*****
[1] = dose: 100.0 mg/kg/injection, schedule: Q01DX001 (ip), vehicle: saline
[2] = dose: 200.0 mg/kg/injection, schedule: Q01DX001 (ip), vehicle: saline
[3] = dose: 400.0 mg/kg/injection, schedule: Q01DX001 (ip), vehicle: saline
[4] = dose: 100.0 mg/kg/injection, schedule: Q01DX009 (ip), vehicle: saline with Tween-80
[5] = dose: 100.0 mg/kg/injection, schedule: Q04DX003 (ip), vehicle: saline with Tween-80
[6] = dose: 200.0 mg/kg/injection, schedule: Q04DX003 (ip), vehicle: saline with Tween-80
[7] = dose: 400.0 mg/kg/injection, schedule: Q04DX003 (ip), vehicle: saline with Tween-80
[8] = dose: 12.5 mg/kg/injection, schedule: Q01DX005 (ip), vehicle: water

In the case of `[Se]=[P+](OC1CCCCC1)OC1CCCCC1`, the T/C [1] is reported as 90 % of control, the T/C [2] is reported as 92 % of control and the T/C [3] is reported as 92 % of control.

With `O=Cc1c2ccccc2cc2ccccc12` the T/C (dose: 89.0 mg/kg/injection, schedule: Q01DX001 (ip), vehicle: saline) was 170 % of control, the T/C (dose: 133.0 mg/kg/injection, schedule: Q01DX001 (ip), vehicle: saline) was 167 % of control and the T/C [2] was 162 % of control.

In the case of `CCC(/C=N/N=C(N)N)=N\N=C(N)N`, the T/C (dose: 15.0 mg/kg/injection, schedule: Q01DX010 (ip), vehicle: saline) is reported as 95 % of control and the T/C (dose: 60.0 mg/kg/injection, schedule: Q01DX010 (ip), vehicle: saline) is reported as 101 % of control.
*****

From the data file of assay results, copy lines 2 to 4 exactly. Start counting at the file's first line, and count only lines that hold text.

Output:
[2] = dose: 200.0 mg/kg/injection, schedule: Q01DX001 (ip), vehicle: saline
[3] = dose: 400.0 mg/kg/injection, schedule: Q01DX001 (ip), vehicle: saline
[4] = dose: 100.0 mg/kg/injection, schedule: Q01DX009 (ip), vehicle: saline with Tween-80